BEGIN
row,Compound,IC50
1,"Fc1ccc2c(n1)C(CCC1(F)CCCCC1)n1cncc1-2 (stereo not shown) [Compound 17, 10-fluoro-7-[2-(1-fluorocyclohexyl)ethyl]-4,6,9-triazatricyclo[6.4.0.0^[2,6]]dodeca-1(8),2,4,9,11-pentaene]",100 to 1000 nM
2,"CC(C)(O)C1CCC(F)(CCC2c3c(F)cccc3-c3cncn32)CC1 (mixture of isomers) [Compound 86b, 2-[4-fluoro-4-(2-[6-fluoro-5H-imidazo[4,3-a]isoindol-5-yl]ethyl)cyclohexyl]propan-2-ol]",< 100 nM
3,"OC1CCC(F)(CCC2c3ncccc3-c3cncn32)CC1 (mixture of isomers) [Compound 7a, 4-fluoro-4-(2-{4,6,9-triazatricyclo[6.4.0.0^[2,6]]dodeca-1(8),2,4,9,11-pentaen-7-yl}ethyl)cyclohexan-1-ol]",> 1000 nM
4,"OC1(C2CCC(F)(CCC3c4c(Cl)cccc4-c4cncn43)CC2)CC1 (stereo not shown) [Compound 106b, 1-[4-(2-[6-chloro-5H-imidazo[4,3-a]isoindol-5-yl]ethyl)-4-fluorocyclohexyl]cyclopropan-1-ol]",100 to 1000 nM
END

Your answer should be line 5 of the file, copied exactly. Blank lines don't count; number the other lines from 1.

4,"OC1(C2CCC(F)(CCC3c4c(Cl)cccc4-c4cncn43)CC2)CC1 (stereo not shown) [Compound 106b, 1-[4-(2-[6-chloro-5H-imidazo[4,3-a]isoindol-5-yl]ethyl)-4-fluorocyclohexyl]cyclopropan-1-ol]",100 to 1000 nM